Here's a question for policy makers during this midterm election: Why do people work? Why take time away from family, children, religion and place it elsewhere? The answer is rather pedestrian; we work to earn wages or to receive payment for work supplied that allows us the ability to provide food, shelter and leisure.
From this labor, we are rewarded with payment. As George Will put it, "Money is time made tangible—the time invested in the earning of it."
This applies to individuals and groupings of individuals known as corporations. It is by their work that earnings, wages and profits are generated.
In a free market anything that encourages individuals and corporations to engage in this behavior is good for the economy and for job creation. Conversely, polices that discourage work or incentives to earn wages or profits are viewed negatively.
This is what is so discouraging about the debate on deficits, taxes and the size of government. An undercurrent lies below the discussion that suggests the government has a right to the earnings of individuals and corporations, and a right to do what it wants with those funds.
We can all agree on the necessity of some government. However, we should recall the words of Thomas Jefferson: "My reading of history convinces me that most bad government results from too much government."
Currently, there are two great examples where government largess can be seen as the problem, not the solution.
First, we can look at the debate over reducing corporate taxes. Common sense suggests cutting these taxes allows corporations to keep more of the profits they earn, in the belief that this will help them grow their business and their workforce. Research has demonstrated that this path works.
The argument against cutting corporate taxes can be encapsulated by the words of Dean Baker from the Center for Economic and Policy Research: "Businesses are sitting on $1.8 trillion in cash. How much more should we give these guys?” Give, indeed.
This is where intellectual paths diverge, with a chasm between those that want to encourage earnings and those that want to take those earnings away and spend them.
For those who believe low tax revenue is the problem, the solution lies in raising those receipts via increased taxes. This provides a way of narrowing the US deficit gap between spending 25 percent of GDP versus receiving tax receipts of only 15 percent. With this policy hubris, a slow economy and a lack of hiring can be mitigated by spending more money to raise demand, and therefore GDP. To pay for it, you raise taxes on the high earners and increase taxes on dividends and capital gains.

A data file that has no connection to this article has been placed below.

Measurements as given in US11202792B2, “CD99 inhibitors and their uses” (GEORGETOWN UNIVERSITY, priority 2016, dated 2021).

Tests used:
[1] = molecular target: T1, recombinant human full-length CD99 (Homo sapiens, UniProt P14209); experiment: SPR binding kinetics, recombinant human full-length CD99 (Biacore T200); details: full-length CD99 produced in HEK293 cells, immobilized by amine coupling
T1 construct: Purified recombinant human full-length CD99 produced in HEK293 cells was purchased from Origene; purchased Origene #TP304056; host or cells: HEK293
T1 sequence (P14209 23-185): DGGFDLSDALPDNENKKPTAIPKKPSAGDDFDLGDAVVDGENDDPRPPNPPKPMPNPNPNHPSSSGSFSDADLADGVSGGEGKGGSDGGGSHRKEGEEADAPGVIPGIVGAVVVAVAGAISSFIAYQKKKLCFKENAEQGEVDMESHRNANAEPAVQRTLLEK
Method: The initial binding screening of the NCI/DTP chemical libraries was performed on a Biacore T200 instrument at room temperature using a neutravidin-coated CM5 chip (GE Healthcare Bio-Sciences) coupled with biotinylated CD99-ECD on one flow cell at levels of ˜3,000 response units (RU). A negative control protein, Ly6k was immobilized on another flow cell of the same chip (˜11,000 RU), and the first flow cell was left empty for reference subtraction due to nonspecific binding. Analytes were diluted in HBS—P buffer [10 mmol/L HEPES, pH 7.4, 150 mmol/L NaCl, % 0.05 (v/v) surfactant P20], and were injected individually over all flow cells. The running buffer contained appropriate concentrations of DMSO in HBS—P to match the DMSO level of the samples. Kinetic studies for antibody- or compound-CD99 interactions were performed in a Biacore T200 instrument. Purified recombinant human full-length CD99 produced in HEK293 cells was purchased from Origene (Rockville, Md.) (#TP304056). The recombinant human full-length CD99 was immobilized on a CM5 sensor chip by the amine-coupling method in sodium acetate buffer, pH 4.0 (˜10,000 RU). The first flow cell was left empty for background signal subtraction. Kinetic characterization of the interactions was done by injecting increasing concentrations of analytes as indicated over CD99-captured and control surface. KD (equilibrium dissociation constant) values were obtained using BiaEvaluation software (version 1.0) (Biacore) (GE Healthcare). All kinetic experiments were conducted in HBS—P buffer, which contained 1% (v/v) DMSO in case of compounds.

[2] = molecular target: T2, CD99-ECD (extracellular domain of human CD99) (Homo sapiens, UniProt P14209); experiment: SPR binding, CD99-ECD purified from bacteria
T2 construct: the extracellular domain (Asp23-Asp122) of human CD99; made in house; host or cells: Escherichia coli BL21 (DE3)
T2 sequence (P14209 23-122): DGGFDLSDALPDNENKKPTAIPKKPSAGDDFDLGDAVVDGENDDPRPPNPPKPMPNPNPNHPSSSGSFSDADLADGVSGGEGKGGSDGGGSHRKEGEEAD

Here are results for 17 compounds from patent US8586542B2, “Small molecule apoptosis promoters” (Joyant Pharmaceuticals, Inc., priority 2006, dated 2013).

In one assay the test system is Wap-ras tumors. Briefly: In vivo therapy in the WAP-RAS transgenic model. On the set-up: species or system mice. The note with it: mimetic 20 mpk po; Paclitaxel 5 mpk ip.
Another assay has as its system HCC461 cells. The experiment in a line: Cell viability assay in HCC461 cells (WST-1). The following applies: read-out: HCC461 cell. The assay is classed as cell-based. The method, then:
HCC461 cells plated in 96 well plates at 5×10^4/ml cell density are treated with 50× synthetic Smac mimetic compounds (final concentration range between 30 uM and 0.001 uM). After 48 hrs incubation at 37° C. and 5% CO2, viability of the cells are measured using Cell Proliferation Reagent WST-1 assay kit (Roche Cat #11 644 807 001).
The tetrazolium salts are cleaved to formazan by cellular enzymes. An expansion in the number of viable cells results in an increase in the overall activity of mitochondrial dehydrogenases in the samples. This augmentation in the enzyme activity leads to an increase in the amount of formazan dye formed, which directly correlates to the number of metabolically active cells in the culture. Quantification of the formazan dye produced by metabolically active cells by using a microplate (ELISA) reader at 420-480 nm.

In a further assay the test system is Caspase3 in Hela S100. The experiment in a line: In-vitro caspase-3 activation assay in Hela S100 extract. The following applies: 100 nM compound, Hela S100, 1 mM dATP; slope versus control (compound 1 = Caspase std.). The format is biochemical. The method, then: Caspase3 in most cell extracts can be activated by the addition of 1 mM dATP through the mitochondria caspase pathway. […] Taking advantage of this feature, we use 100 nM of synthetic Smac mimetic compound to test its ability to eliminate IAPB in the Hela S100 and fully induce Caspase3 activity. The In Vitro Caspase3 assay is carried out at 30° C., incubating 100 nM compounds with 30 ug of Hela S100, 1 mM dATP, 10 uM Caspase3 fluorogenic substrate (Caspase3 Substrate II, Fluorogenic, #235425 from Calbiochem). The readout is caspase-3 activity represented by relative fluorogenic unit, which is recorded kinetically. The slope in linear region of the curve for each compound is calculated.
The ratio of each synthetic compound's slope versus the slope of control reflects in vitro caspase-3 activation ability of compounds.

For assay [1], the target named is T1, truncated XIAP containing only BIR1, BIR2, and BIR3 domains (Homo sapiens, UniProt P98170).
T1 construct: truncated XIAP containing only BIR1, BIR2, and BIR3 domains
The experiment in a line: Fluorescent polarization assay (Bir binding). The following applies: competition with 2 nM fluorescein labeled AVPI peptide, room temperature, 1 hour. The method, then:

This thinking ignores the role of incentives and the role that those incentives play in hiring. It is consumed by the belief that the government knows best when it comes to allocating resources and therefore should have all the resources it needs to get the economy going. We are now seeing the result of these actions with unemploymentat 9.5 percent and the 2010 fiscal deficit raging at $1.3 trillion.
Another example of government-knows-best thinking can be found in the extension of unemployment insurance from 26 weeks to 99—at a cost of $36 billion a year. While no one would oppose trying to help the unemployed, such an extension could do more harm than good.
According to Harvard economics Professor Robert Barro, “The loss in efficiency results partly because the program subsidizes unemployment, causing insufficient job-search, job-acceptance and levels of employment. A further inefficiency concerns the distortions from the increases in taxes required to pay for the program."
Paying people 26 weeks for unemployment benefits assists them in adjusting to the loss of income, but also motivates them to keep looking for work. Conversely, 99 weeks offers no incentive to rejoining the workforce until those benefits run out.
Instead of spending $36 billion per year on extending benefits, such funds could be better spent on increasing skills and education of workers to meet the needs of today’s employers.
When we see that unemployment for those 25 and older who lack a high school degree is 15.3 percent, but 9.4 percent for high-school graduates and only 4.7 percent for college graduates, the value of such an investment is clear.
Despite arguments to the contrary, these two examples show what the U.S. can do to help the economy and unemployment without falling into Jefferson’s too much government.
Sometimes less is more.
Andrew B. BuschDirector, Global Currency and Public Policy Strategist at BMO Capital Markets, a recognized expert on the world financial markets and how these markets are impacted by political events, and a frequent CNBC contributor. You can comment on his piece and reach him hereand you can follow him on Twitter at http://twitter.com/abusch.